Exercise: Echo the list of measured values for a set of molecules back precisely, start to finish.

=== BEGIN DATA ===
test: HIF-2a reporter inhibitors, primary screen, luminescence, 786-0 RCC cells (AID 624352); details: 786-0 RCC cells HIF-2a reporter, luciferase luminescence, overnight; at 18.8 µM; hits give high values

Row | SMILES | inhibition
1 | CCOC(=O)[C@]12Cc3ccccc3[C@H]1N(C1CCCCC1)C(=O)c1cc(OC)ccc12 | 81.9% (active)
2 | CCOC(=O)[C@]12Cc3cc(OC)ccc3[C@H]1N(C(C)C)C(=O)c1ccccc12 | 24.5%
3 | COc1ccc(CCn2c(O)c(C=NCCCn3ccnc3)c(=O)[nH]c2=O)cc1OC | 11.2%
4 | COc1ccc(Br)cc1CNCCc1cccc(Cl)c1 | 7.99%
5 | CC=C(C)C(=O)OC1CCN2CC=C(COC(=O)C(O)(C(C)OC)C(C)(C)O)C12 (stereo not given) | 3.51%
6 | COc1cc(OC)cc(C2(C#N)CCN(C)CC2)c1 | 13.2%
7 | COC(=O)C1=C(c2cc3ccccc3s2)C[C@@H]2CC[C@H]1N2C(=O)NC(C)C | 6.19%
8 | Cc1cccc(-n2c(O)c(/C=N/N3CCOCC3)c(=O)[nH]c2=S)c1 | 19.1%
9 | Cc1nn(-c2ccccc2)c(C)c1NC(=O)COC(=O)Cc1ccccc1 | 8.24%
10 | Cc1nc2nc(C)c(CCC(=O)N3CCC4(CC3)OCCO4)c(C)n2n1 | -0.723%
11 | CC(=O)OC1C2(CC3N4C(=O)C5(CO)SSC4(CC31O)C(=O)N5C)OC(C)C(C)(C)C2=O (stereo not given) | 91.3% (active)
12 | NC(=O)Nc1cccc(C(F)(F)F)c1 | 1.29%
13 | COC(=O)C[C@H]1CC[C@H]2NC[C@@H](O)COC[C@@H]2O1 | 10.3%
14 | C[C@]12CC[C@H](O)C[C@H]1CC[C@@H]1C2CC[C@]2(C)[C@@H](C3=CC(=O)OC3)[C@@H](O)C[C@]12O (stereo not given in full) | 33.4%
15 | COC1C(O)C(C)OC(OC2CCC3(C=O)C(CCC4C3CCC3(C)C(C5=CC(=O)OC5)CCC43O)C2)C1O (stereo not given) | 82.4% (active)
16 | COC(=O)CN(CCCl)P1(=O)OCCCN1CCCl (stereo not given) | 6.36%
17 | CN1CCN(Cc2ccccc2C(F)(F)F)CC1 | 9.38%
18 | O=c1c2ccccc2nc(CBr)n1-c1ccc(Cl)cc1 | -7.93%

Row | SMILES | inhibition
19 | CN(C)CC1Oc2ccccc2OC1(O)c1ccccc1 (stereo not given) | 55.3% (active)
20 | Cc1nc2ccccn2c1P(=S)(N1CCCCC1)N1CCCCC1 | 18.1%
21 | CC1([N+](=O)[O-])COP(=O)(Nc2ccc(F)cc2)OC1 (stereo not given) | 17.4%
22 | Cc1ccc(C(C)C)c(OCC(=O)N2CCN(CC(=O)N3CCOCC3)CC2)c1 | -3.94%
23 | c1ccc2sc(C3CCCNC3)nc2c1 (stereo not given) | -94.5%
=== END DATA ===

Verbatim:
test: HIF-2a reporter inhibitors, primary screen, luminescence, 786-0 RCC cells (AID 624352); details: 786-0 RCC cells HIF-2a reporter, luciferase luminescence, overnight; at 18.8 µM; hits give high values

Row | SMILES | inhibition
1 | CCOC(=O)[C@]12Cc3ccccc3[C@H]1N(C1CCCCC1)C(=O)c1cc(OC)ccc12 | 81.9% (active)
2 | CCOC(=O)[C@]12Cc3cc(OC)ccc3[C@H]1N(C(C)C)C(=O)c1ccccc12 | 24.5%
3 | COc1ccc(CCn2c(O)c(C=NCCCn3ccnc3)c(=O)[nH]c2=O)cc1OC | 11.2%
4 | COc1ccc(Br)cc1CNCCc1cccc(Cl)c1 | 7.99%
5 | CC=C(C)C(=O)OC1CCN2CC=C(COC(=O)C(O)(C(C)OC)C(C)(C)O)C12 (stereo not given) | 3.51%
6 | COc1cc(OC)cc(C2(C#N)CCN(C)CC2)c1 | 13.2%
7 | COC(=O)C1=C(c2cc3ccccc3s2)C[C@@H]2CC[C@H]1N2C(=O)NC(C)C | 6.19%
8 | Cc1cccc(-n2c(O)c(/C=N/N3CCOCC3)c(=O)[nH]c2=S)c1 | 19.1%
9 | Cc1nn(-c2ccccc2)c(C)c1NC(=O)COC(=O)Cc1ccccc1 | 8.24%
10 | Cc1nc2nc(C)c(CCC(=O)N3CCC4(CC3)OCCO4)c(C)n2n1 | -0.723%
11 | CC(=O)OC1C2(CC3N4C(=O)C5(CO)SSC4(CC31O)C(=O)N5C)OC(C)C(C)(C)C2=O (stereo not given) | 91.3% (active)
12 | NC(=O)Nc1cccc(C(F)(F)F)c1 | 1.29%
13 | COC(=O)C[C@H]1CC[C@H]2NC[C@@H](O)COC[C@@H]2O1 | 10.3%
14 | C[C@]12CC[C@H](O)C[C@H]1CC[C@@H]1C2CC[C@]2(C)[C@@H](C3=CC(=O)OC3)[C@@H](O)C[C@]12O (stereo not given in full) | 33.4%
15 | COC1C(O)C(C)OC(OC2CCC3(C=O)C(CCC4C3CCC3(C)C(C5=CC(=O)OC5)CCC43O)C2)C1O (stereo not given) | 82.4% (active)
16 | COC(=O)CN(CCCl)P1(=O)OCCCN1CCCl (stereo not given) | 6.36%
17 | CN1CCN(Cc2ccccc2C(F)(F)F)CC1 | 9.38%
18 | O=c1c2ccccc2nc(CBr)n1-c1ccc(Cl)cc1 | -7.93%

Row | SMILES | inhibition
19 | CN(C)CC1Oc2ccccc2OC1(O)c1ccccc1 (stereo not given) | 55.3% (active)
20 | Cc1nc2ccccn2c1P(=S)(N1CCCCC1)N1CCCCC1 | 18.1%
21 | CC1([N+](=O)[O-])COP(=O)(Nc2ccc(F)cc2)OC1 (stereo not given) | 17.4%
22 | Cc1ccc(C(C)C)c(OCC(=O)N2CCN(CC(=O)N3CCOCC3)CC2)c1 | -3.94%
23 | c1ccc2sc(C3CCCNC3)nc2c1 (stereo not given) | -94.5%